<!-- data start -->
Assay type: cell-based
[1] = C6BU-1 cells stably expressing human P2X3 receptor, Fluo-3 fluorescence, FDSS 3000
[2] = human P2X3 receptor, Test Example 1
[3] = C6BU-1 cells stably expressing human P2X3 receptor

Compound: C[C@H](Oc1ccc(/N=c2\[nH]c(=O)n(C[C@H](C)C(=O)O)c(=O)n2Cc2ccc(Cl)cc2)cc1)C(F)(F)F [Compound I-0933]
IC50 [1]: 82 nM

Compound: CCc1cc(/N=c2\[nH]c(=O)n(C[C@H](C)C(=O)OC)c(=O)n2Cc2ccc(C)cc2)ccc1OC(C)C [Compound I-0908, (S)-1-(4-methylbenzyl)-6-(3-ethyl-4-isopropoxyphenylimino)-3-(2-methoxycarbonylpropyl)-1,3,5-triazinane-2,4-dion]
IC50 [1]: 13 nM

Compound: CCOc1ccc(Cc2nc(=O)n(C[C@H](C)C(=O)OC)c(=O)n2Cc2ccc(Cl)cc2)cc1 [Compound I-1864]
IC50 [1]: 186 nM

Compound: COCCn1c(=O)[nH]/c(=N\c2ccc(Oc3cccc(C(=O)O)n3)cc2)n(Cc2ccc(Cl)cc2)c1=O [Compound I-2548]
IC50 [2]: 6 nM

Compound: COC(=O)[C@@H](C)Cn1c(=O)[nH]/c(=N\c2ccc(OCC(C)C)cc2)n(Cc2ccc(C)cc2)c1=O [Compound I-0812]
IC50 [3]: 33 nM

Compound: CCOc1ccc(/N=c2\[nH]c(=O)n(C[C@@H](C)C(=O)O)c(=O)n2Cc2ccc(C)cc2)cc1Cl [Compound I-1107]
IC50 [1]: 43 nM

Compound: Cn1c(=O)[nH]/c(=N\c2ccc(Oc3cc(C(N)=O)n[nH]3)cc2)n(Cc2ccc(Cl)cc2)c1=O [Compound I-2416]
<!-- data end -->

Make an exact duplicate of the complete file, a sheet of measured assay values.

Assay type: cell-based
[1] = C6BU-1 cells stably expressing human P2X3 receptor, Fluo-3 fluorescence, FDSS 3000
[2] = human P2X3 receptor, Test Example 1
[3] = C6BU-1 cells stably expressing human P2X3 receptor

Compound: C[C@H](Oc1ccc(/N=c2\[nH]c(=O)n(C[C@H](C)C(=O)O)c(=O)n2Cc2ccc(Cl)cc2)cc1)C(F)(F)F [Compound I-0933]
IC50 [1]: 82 nM

Compound: CCc1cc(/N=c2\[nH]c(=O)n(C[C@H](C)C(=O)OC)c(=O)n2Cc2ccc(C)cc2)ccc1OC(C)C [Compound I-0908, (S)-1-(4-methylbenzyl)-6-(3-ethyl-4-isopropoxyphenylimino)-3-(2-methoxycarbonylpropyl)-1,3,5-triazinane-2,4-dion]
IC50 [1]: 13 nM

Compound: CCOc1ccc(Cc2nc(=O)n(C[C@H](C)C(=O)OC)c(=O)n2Cc2ccc(Cl)cc2)cc1 [Compound I-1864]
IC50 [1]: 186 nM

Compound: COCCn1c(=O)[nH]/c(=N\c2ccc(Oc3cccc(C(=O)O)n3)cc2)n(Cc2ccc(Cl)cc2)c1=O [Compound I-2548]
IC50 [2]: 6 nM

Compound: COC(=O)[C@@H](C)Cn1c(=O)[nH]/c(=N\c2ccc(OCC(C)C)cc2)n(Cc2ccc(C)cc2)c1=O [Compound I-0812]
IC50 [3]: 33 nM

Compound: CCOc1ccc(/N=c2\[nH]c(=O)n(C[C@@H](C)C(=O)O)c(=O)n2Cc2ccc(C)cc2)cc1Cl [Compound I-1107]
IC50 [1]: 43 nM

Compound: Cn1c(=O)[nH]/c(=N\c2ccc(Oc3cc(C(N)=O)n[nH]3)cc2)n(Cc2ccc(Cl)cc2)c1=O [Compound I-2416]